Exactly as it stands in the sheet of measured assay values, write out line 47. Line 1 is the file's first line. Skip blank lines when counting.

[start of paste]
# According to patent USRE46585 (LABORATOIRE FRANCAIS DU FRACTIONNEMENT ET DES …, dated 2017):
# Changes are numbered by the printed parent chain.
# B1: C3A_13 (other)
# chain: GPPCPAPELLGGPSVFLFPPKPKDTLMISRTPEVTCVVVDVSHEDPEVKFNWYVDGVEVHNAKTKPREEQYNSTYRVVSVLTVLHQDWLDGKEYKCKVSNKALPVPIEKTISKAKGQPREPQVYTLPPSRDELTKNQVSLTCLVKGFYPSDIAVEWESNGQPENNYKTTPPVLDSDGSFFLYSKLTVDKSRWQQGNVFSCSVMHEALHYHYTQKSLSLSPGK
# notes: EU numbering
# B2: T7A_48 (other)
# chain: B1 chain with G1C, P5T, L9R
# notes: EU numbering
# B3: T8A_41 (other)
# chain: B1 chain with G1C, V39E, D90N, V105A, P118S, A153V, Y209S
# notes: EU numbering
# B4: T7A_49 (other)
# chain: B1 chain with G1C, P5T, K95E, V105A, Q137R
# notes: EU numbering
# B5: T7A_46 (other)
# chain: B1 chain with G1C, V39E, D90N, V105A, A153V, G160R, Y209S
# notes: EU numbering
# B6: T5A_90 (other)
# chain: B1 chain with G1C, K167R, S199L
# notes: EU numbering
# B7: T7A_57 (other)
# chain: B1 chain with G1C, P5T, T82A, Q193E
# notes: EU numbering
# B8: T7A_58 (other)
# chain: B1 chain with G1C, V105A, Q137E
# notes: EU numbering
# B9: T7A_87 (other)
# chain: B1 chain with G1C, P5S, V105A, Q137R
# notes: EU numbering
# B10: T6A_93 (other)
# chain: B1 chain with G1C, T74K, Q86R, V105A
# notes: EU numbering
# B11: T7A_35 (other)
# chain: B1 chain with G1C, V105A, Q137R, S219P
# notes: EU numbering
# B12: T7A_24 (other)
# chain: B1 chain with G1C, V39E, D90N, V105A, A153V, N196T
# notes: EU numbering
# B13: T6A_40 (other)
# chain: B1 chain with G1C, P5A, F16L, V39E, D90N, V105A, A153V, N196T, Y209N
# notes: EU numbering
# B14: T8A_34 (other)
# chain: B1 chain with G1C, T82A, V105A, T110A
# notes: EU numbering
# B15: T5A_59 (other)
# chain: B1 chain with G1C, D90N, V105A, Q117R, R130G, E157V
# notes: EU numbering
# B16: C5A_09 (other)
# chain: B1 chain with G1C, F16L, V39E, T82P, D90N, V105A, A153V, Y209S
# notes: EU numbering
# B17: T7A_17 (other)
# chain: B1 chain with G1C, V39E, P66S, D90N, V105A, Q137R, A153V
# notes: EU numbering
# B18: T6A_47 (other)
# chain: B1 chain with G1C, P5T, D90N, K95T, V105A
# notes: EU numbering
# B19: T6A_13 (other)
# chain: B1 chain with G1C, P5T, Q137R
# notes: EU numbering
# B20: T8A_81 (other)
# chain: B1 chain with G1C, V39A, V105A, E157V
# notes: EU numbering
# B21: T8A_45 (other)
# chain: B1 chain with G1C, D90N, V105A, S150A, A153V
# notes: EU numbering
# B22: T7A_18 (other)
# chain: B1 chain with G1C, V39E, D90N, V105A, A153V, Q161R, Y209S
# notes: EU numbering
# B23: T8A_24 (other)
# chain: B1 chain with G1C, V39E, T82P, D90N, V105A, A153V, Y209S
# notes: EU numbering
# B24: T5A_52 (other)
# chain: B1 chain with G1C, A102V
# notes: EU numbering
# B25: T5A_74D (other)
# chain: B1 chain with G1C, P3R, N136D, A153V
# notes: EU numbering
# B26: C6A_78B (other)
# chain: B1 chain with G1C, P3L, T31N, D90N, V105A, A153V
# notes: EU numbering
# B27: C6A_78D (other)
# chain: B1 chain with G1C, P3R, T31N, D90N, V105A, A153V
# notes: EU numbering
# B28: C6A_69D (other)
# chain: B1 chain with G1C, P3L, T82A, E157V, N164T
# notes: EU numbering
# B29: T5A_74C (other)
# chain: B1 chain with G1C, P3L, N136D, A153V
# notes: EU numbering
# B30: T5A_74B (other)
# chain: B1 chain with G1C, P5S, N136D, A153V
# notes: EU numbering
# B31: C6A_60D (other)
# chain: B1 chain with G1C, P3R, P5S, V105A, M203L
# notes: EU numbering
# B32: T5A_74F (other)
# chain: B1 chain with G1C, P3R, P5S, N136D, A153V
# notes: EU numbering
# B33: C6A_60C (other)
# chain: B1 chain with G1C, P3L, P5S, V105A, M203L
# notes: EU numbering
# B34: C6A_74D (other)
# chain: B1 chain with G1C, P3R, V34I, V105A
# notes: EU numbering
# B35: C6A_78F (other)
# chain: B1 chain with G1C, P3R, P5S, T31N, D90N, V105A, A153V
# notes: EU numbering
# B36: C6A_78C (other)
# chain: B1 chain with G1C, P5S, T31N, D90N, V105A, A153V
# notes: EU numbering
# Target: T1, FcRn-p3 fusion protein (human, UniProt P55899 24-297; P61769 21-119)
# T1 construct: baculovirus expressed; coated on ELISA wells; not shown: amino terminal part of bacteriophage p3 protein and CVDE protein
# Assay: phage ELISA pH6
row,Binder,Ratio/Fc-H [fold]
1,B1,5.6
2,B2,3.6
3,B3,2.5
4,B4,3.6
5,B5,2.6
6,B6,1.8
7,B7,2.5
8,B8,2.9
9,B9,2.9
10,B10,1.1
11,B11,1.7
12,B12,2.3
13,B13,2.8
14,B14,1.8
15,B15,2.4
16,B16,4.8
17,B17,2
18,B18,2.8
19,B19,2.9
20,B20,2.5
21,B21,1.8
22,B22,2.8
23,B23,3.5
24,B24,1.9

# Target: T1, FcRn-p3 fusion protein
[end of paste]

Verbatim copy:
# notes: EU numbering